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Re: rotary table size?

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  • rogers92026
    Having a rotary table can be invaluable for some operations. But a poor man s alternative (especially if you are milling something soft like aluminum) might be
    Message 1 of 15 , Apr 18 9:56 AM
      Having a rotary table can be invaluable for some operations.

      But a poor man's alternative (especially if you are milling something soft like aluminum) might be a manual (no gears) type of home-built rotary table. The table is rotated with a handle sticking out. I recall seeing one on Youtube. I recall that the guy put pins in the table to make it easy to mill to common angles like 15, 30, 45, 60, 75 and 90 degrees, etc. Here is the Youtube link to the Chuck Fellows video (he did a nice job): http://www.youtube.com/watch?v=am5774rnjtU

      His rotary table won't do some things, but it will actually do a few things well and faster than a typical screw drive table...


      --- In mill_drill@yahoogroups.com, Dana Hague <d-m-hague@...> wrote:
      >
      > I'm figuring I need a rotary table for various projects, but I can't spend
      > a lot... this is for a Jet mill/drill. I see lots of cheap (<$100) 3" and
      > 4" imports with horizontal/vertical mounting on ebay, or I can get an
      > unknown brand used 6" one with only horizontal mounting for a comparable
      > price. How useful/accurate are the tiny imported ones?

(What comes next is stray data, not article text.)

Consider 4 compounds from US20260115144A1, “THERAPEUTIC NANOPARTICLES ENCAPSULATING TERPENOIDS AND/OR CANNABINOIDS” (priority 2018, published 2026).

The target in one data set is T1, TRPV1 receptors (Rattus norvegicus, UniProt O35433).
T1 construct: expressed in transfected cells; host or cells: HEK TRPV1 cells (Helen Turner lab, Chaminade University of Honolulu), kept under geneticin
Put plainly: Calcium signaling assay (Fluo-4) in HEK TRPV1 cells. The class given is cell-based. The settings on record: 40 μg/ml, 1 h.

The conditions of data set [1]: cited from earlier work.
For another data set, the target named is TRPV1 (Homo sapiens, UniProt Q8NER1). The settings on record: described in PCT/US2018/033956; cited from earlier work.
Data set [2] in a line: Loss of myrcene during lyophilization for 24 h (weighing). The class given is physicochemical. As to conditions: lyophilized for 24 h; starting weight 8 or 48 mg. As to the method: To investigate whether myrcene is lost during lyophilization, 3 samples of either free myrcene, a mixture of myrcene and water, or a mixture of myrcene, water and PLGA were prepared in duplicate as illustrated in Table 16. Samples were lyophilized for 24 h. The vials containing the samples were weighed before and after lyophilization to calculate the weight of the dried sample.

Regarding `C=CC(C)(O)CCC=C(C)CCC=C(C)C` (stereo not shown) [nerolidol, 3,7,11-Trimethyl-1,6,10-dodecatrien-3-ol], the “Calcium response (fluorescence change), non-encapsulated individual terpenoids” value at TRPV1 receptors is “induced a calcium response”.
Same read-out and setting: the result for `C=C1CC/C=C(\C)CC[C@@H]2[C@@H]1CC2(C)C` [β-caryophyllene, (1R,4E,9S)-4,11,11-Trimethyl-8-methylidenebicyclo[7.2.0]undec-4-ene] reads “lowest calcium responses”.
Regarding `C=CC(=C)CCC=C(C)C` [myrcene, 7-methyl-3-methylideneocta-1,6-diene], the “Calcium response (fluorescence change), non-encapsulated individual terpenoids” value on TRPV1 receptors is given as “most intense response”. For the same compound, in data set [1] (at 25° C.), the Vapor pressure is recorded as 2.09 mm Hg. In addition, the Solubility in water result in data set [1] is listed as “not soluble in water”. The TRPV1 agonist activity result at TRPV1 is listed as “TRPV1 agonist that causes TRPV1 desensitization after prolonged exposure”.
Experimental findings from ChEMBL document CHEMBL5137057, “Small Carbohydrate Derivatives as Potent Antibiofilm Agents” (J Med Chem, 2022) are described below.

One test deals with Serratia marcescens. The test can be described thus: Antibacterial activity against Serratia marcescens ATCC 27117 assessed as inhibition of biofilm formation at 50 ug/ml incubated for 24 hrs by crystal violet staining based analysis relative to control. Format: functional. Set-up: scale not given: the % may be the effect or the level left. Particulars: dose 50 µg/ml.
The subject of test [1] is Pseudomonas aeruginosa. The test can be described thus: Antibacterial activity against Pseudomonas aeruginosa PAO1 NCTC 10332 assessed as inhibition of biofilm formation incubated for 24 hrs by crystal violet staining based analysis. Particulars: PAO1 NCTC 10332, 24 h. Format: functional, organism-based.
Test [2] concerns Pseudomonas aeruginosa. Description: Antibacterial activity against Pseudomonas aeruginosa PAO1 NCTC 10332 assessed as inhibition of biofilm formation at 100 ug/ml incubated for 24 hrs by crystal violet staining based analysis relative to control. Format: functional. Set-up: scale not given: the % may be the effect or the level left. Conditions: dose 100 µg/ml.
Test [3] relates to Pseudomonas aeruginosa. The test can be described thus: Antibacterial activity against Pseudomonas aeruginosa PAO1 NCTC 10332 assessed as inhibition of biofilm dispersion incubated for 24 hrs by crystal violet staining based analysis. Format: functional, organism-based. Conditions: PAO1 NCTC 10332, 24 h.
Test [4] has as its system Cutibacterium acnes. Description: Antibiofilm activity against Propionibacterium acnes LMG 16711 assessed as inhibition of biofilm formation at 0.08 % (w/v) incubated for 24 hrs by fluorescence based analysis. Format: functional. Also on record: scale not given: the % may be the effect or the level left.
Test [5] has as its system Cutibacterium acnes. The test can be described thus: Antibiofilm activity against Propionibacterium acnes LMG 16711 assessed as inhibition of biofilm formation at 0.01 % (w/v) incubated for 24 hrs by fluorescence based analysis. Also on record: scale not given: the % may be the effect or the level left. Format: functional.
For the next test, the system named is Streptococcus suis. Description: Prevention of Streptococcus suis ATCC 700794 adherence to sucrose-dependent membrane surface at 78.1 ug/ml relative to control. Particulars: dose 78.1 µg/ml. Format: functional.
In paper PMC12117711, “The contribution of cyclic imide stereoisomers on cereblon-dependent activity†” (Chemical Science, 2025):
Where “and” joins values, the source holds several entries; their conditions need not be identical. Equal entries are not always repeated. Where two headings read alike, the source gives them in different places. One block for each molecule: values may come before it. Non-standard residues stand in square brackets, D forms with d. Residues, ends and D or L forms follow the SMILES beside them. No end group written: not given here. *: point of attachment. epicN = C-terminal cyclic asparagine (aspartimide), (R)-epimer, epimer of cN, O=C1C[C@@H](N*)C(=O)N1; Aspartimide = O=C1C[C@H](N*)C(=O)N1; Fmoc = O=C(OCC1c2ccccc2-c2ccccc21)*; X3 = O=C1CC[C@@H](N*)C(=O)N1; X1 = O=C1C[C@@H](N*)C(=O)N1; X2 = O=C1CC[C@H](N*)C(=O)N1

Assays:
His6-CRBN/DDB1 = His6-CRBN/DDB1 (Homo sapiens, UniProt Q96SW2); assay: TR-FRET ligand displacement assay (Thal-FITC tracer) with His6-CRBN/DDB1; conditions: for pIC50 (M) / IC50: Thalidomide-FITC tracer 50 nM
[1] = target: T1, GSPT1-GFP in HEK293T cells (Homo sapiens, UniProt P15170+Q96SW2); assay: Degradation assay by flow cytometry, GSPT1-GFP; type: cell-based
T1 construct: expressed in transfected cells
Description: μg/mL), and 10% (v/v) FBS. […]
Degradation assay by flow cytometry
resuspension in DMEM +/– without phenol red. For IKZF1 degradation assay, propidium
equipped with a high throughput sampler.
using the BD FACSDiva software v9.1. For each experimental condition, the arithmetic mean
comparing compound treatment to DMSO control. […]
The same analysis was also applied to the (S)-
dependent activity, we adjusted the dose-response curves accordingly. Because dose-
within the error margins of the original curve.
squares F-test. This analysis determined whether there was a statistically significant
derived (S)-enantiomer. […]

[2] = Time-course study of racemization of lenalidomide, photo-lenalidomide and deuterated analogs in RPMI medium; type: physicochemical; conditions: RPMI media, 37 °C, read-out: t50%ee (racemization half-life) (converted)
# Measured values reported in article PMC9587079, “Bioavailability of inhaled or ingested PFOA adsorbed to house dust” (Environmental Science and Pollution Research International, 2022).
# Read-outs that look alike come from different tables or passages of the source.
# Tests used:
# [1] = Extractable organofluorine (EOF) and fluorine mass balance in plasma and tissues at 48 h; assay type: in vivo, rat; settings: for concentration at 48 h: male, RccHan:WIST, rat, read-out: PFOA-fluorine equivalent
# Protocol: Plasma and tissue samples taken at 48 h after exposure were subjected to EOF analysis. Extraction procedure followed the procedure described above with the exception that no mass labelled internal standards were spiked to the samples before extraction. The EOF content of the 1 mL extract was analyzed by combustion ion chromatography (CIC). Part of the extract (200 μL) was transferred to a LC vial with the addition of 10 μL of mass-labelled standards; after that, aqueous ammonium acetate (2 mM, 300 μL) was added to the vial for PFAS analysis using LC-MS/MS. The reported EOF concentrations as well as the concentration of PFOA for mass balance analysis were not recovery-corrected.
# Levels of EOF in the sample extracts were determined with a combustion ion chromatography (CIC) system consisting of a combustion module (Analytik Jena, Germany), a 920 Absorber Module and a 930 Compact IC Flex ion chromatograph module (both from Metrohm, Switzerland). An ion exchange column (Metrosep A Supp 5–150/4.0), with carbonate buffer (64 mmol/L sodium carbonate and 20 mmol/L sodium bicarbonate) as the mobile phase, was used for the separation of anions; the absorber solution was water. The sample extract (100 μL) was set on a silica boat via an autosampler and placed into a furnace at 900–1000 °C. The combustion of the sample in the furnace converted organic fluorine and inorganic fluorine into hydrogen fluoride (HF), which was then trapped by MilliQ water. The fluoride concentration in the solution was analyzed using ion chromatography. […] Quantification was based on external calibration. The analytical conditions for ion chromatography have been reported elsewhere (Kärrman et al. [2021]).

>
    • miker557
      My only advise is to stay away from the Harbor Freight 6 rotary table. I bought one years ago for my Rockwell, and ended up sending it back. First - it s made
      Message 2 of 15 , Apr 18 4:15 PM
        My only advise is to stay away from the Harbor Freight 6" rotary table. I bought one years ago for my Rockwell, and ended up sending it back. First - it's made in India, and while that by itself isn't necessarily bad, the unit looked like it was finished by hand using a bastard file - even the graduation marks looked like they were hand-scribed (not even straight). Second - size. While the table was 6" in diameter, the base was well over 8" across. It was HUGE, and just barely fit on the 6x26 table of my Rockwell. Third - weight. The base of the unit was thick cast iron, and the entire unit weighed in at over 50 pounds! I dunno about you, but I don't have a crane handy to lift the thing on and off my table ....

        As I said, I sent it back, and took the hit on the restocking fee. I then bought a Chinese-made 6" unit that had a 6" base, and weighed 20-something pounds less - not to mention that it looked like it could make precise cuts (as opposed to the HF unit, which didn't).


        Miker
      • Guenther Paul
        Miker You gotta eat more wheat s to lift your attachments. I do  GP ________________________________ From: miker557 To: